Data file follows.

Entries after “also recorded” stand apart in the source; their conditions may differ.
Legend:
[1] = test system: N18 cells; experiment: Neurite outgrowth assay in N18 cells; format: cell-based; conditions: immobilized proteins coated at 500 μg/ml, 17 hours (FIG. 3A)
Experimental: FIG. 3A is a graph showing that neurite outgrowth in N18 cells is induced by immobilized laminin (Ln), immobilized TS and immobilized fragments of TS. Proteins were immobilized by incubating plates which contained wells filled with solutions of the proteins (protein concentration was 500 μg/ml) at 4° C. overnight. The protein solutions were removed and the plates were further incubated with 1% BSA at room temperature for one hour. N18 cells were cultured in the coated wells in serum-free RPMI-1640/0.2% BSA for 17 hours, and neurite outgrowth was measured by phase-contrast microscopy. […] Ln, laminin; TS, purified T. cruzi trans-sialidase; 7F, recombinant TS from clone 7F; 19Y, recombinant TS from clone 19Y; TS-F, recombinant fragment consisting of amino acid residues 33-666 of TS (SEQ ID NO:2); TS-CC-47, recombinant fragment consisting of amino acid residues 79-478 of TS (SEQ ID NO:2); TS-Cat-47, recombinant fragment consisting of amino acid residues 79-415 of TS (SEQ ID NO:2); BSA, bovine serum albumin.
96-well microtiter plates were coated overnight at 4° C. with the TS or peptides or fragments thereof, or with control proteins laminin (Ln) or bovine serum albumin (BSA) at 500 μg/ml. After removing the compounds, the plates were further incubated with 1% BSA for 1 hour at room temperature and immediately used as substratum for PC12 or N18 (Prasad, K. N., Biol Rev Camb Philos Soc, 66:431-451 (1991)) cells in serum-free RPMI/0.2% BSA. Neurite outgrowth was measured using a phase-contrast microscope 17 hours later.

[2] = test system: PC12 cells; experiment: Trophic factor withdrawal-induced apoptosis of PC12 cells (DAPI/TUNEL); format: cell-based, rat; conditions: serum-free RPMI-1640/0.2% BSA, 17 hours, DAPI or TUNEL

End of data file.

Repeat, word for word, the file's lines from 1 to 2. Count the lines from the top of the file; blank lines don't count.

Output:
Entries after “also recorded” stand apart in the source; their conditions may differ.
Legend: